What’s with the sudden Bitcoin obsession? The hype around Bitcoin is raging more than ever before. Naturally, I suspect it has something to do with the price (relative to USD):
Looks like easy money, right? That seems to be what many think (despite inevitable extreme volatility). It’s FOMO at its best: If everyone else is getting rich off of Bitcoin, so should I!
If you’re in more advanced circles your excitement about cryptocurrencies may expand further. Blockchain. Ethereum. Litecoin. Initial Coin Offerings (ICOs). And on and on.
Let’s be clear. It’s a complicated, technical space built on a few big ideas. And the crypto world has dramatically changed since the codenamed Satoshi Nakamoto invented the Bitcoin protocol in 2008. I’d say it’s analogous to the late 1980s internet but advancing faster. Also, by no means at all am I an expert. I’ve studied up some but only know enough to be dangerous. I’m not in the technical weeds myself. This article speaks from one noob to another, and I’ll throw in some helpful resources to check out at the end.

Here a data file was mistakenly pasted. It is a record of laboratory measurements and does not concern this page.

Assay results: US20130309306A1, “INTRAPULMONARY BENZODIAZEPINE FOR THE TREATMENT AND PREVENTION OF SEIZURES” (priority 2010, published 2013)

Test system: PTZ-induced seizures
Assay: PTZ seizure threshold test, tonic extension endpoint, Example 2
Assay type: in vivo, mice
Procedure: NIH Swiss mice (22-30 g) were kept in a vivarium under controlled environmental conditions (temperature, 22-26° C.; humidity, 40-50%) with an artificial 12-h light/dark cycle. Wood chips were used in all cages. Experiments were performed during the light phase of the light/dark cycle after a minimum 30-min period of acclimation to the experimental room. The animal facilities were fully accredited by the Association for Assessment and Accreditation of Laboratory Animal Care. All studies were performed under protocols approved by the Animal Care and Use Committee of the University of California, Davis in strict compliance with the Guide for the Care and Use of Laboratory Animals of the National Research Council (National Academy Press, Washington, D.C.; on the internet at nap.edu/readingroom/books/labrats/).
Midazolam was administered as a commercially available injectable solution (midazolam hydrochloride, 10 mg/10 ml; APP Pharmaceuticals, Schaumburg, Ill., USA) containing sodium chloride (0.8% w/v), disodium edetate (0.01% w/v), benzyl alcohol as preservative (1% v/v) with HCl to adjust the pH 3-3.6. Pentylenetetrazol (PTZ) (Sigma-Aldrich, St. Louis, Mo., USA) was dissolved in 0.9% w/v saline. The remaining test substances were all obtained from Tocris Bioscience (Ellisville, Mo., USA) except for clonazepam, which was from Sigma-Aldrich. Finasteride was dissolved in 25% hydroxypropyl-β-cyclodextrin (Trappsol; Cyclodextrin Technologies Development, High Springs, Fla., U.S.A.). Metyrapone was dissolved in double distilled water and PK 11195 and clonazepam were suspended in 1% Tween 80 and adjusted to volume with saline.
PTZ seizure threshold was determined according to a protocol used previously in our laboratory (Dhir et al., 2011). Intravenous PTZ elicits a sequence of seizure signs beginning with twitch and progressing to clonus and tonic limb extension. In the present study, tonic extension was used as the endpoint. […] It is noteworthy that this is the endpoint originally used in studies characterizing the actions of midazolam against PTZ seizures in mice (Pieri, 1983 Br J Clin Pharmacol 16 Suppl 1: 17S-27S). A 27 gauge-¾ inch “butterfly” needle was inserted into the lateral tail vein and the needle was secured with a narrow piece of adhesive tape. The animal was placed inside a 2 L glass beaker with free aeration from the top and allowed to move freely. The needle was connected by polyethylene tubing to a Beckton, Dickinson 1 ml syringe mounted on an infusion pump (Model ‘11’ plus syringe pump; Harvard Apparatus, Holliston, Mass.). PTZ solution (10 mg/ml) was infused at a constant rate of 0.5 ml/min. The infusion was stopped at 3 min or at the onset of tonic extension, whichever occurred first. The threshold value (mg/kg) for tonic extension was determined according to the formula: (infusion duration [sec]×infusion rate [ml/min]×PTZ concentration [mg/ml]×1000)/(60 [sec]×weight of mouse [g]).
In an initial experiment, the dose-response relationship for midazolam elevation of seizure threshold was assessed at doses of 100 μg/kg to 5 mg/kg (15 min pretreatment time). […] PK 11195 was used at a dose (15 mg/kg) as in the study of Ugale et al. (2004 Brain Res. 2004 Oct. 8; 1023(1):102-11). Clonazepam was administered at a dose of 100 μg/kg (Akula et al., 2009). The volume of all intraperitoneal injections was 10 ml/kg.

What’s the Big Idea?
Machines don’t communicate and share information the same way as humans. Computers have more information to share, share it faster, and act according to mathematical code. The Internet protocol suite (TCP/IP) provides a conceptual model and sets the rules for how this happens. It’s divided into four abstract layers:
- Link layer — defines how data packets are to physically run on a network
- Internet layer — connects separate networks (internetworking)
- Transport layer — maintains host-to-host communication